20 Container Activity Slowing at Port Houston First-Quarter Volume Still Up HOUSTON – Container activity at Port Houston, the largest container port on the United States Gulf Coast, began slowing in late March as expected as the coronavirus outbreak continued to threaten countries across the globe, including the U.S. Port Houston handled a total of 248,280 twenty-foot-equivalent units (TEUs) in March, a drop of 11 percent compared to March of 2019, when 280,721 TEUs were recorded. For the full year, Port Houston handled 773,087 TEUs through March, compared to 694,167 TEUs for the same period last year.
That is an increase of 11 percent for the first quarter. Caption: Aerial view of the Barbours Cut Container Terminal.
The latest data from PIERS shows that while the U.S. container trade overall has contracted by more than 5 percent year-to-date, Port Houston has expanded by a similar amount. Nevertheless, in March Port Houston saw a total of seven blank sailings.
Port Houston’s Bayport and Barbours Cut container terminals are important to the local, state and national economies as well as the supply chain, Executive Director Roger Page 2 of 2 Guenther noted. Cargo moving across our docks reaches some 100 million residents as well as exporters and manufacturers throughout America’s heartland. “We must remain open for business to help international commerce continue during this difficult period,” Guenther said. “We also must support the economy with the necessary infrastructure to rebound when this global pandemic is brought under control.” Port Houston thanks the men and women working on all the private and public docks, driving trucks in and out of the port, and our other maritime transportation workers, who all support the port’s daily functions.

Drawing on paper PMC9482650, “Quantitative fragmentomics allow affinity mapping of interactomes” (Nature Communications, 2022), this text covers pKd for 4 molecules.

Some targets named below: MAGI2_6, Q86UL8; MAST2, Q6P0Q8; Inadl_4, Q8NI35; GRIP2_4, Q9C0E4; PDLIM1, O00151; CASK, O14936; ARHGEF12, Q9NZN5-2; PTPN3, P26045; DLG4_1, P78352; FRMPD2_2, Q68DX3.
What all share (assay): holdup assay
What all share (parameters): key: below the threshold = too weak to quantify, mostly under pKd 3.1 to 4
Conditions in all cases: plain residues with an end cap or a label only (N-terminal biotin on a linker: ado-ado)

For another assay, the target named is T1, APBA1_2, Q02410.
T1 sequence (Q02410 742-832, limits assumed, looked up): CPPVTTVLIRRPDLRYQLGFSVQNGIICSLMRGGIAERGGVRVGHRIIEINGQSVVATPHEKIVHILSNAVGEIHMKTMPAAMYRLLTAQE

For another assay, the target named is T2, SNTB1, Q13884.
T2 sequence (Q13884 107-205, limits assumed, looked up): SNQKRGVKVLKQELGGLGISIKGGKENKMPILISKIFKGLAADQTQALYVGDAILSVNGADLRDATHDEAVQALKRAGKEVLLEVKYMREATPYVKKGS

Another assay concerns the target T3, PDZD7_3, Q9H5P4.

Port Houston also thanks all other essential workers. About Port Houston For more than 100 years, Port Houston has owned and operated the public wharves and terminals of the greater Port of Houston – the nation’s largest port for the foreign waterborne tonnage and an essential economic engine for the Houston region, the state of Texas and the U.S. nation.